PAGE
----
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The addictive nature of video games, designed to keep players in the game for as long as possible, may make investors happy, but some are now warning that a regulatory crackdown could be coming for the industry.
In a new research report, Jefferies said that a growing emphasis on the side effects from hours spent gaming — fueled by design features that encourage users to stay in the game — could lead to increased oversight and headwinds for gaming companies.
"We see addiction and possible related regulatory, litigation or taxation consequences for the video game sector as a 'black swan' – largely not discussed or discounted," Jefferies analyst Simon Powell said.
But not everyone sees it that way.
Strategic Wealth Partners' president and CEO Mark Tepper said that while regulation could be a headwind for Chinese publishers, United States-based developers are relatively immune. For instance, he said that Activision Blizzard, which he owns, only has 13% exposure to Asia and that most of it is through the game Candy Crush.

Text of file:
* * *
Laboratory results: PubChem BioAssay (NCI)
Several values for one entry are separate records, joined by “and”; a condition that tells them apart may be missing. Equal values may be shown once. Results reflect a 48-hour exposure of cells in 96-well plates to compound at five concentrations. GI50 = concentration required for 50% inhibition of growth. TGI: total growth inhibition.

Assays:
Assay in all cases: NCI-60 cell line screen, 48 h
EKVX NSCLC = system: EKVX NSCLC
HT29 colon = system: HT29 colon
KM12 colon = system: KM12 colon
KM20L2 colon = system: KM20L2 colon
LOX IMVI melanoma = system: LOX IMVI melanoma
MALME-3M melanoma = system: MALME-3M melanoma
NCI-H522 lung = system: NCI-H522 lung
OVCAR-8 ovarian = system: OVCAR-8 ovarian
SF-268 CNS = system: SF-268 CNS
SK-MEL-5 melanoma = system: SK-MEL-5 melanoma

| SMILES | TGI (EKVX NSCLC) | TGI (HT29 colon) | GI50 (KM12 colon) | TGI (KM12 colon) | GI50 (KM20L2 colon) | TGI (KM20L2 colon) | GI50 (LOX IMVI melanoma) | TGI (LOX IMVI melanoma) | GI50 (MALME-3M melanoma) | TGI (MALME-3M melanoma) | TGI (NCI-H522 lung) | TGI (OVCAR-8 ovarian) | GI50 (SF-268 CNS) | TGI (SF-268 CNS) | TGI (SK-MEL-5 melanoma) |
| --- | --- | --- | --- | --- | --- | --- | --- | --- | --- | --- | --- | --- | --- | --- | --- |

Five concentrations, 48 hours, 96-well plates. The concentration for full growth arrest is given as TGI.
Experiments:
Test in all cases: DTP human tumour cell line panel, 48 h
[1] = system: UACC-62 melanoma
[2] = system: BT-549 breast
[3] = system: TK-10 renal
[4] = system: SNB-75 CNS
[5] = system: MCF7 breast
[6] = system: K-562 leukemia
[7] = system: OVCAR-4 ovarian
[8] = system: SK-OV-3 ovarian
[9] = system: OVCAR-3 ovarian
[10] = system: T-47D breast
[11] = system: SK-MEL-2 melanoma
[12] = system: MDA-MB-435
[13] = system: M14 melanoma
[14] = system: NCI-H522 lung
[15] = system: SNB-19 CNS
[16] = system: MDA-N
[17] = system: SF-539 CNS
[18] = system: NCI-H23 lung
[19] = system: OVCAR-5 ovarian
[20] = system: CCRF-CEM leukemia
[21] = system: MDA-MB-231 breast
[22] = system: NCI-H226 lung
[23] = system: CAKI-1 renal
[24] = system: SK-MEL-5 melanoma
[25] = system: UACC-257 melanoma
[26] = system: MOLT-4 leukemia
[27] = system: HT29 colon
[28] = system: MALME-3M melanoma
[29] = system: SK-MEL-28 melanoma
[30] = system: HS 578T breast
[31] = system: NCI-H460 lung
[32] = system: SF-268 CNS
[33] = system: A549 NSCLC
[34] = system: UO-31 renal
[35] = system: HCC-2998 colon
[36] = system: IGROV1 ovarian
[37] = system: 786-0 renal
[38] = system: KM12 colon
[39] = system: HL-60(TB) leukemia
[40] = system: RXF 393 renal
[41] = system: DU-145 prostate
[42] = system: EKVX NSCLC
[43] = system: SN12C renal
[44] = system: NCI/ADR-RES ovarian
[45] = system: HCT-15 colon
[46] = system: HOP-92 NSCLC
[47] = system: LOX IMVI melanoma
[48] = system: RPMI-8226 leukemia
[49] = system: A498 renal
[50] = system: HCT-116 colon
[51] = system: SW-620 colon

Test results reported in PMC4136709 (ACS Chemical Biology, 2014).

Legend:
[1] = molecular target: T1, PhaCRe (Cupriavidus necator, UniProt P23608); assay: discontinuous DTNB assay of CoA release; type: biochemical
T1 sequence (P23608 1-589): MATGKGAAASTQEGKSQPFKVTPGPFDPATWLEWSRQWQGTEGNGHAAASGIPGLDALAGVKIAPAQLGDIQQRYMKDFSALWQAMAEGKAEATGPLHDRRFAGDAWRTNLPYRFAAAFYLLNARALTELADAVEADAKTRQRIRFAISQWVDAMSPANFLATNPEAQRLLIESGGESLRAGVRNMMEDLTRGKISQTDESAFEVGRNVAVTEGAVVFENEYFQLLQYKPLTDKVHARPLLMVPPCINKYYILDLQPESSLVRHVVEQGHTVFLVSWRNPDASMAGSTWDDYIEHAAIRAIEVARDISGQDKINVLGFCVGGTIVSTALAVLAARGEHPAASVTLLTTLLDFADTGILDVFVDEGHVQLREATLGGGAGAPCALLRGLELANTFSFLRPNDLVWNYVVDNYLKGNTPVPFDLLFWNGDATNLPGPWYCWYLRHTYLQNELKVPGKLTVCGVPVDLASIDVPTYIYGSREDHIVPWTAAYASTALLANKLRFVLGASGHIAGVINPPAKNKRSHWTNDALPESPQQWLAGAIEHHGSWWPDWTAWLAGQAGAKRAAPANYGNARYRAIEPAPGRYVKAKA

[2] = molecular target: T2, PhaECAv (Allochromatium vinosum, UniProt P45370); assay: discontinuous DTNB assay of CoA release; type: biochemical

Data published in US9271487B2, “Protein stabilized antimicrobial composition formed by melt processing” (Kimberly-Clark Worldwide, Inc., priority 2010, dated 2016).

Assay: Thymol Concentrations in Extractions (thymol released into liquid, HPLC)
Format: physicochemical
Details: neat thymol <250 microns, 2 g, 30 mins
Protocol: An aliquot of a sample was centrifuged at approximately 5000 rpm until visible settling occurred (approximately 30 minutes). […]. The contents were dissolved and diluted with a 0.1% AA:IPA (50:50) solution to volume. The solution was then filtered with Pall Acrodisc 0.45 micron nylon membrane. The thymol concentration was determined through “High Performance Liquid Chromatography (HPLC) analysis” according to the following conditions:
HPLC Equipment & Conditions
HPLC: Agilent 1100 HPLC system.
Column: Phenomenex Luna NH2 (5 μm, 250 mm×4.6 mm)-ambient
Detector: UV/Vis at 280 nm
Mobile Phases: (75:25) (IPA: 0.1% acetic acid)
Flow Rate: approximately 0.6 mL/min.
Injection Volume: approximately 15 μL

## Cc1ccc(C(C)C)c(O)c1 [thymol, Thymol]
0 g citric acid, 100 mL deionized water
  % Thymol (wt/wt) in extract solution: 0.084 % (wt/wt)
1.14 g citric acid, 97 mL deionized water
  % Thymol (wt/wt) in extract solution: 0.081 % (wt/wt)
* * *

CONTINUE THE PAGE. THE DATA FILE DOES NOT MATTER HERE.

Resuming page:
When it comes to regulation in the U.S., which some have called for, Cerity Partners' Jim Lebenthal said he isn't worried. The difficulty in defining what exactly "addiction" means, coupled with Congress having "bigger things to tackle," means he continues to own shares of Electronic Arts.
The video game industry has an estimated 2.5 billion active players worldwide, with mobile accounting for nearly 50% of the market. The industry is now worth $150 billion, according to Newzoo, which Jefferies noted makes it larger than the global box office and digital music industries — combined.
But video games have not been immune to the sharper eye society is now turning toward the impact of technology on peoples' lives and the behavior some say it encourages, especially in the young.